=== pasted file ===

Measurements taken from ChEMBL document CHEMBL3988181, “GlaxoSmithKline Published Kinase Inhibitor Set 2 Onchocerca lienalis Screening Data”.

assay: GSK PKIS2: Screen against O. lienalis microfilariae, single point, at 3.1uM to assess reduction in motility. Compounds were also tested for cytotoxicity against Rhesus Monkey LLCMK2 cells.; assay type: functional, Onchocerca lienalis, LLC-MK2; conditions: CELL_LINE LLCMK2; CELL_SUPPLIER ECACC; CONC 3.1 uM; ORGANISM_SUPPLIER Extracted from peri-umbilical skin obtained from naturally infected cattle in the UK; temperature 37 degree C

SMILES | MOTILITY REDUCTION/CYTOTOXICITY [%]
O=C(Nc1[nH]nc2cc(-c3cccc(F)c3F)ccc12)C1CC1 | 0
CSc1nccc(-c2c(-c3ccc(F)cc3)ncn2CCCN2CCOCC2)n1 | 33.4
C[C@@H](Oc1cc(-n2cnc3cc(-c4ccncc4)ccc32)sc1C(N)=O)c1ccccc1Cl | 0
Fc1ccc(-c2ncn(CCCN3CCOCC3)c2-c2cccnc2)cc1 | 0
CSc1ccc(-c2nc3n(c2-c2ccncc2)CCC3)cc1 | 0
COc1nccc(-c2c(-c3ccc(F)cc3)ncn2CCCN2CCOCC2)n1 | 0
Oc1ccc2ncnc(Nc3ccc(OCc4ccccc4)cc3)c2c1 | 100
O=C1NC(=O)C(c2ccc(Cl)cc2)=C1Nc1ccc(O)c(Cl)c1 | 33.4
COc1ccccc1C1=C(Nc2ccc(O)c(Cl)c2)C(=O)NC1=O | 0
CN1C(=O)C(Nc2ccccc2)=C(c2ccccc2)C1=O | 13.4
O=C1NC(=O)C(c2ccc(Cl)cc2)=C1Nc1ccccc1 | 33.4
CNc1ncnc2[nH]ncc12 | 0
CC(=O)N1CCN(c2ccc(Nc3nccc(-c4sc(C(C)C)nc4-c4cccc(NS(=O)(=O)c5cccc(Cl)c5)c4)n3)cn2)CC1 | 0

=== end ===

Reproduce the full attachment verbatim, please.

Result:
Measurements taken from ChEMBL document CHEMBL3988181, “GlaxoSmithKline Published Kinase Inhibitor Set 2 Onchocerca lienalis Screening Data”.

assay: GSK PKIS2: Screen against O. lienalis microfilariae, single point, at 3.1uM to assess reduction in motility. Compounds were also tested for cytotoxicity against Rhesus Monkey LLCMK2 cells.; assay type: functional, Onchocerca lienalis, LLC-MK2; conditions: CELL_LINE LLCMK2; CELL_SUPPLIER ECACC; CONC 3.1 uM; ORGANISM_SUPPLIER Extracted from peri-umbilical skin obtained from naturally infected cattle in the UK; temperature 37 degree C

SMILES | MOTILITY REDUCTION/CYTOTOXICITY [%]
O=C(Nc1[nH]nc2cc(-c3cccc(F)c3F)ccc12)C1CC1 | 0
CSc1nccc(-c2c(-c3ccc(F)cc3)ncn2CCCN2CCOCC2)n1 | 33.4
C[C@@H](Oc1cc(-n2cnc3cc(-c4ccncc4)ccc32)sc1C(N)=O)c1ccccc1Cl | 0
Fc1ccc(-c2ncn(CCCN3CCOCC3)c2-c2cccnc2)cc1 | 0
CSc1ccc(-c2nc3n(c2-c2ccncc2)CCC3)cc1 | 0
COc1nccc(-c2c(-c3ccc(F)cc3)ncn2CCCN2CCOCC2)n1 | 0
Oc1ccc2ncnc(Nc3ccc(OCc4ccccc4)cc3)c2c1 | 100
O=C1NC(=O)C(c2ccc(Cl)cc2)=C1Nc1ccc(O)c(Cl)c1 | 33.4
COc1ccccc1C1=C(Nc2ccc(O)c(Cl)c2)C(=O)NC1=O | 0
CN1C(=O)C(Nc2ccccc2)=C(c2ccccc2)C1=O | 13.4
O=C1NC(=O)C(c2ccc(Cl)cc2)=C1Nc1ccccc1 | 33.4
CNc1ncnc2[nH]ncc12 | 0
CC(=O)N1CCN(c2ccc(Nc3nccc(-c4sc(C(C)C)nc4-c4cccc(NS(=O)(=O)c5cccc(Cl)c5)c4)n3)cn2)CC1 | 0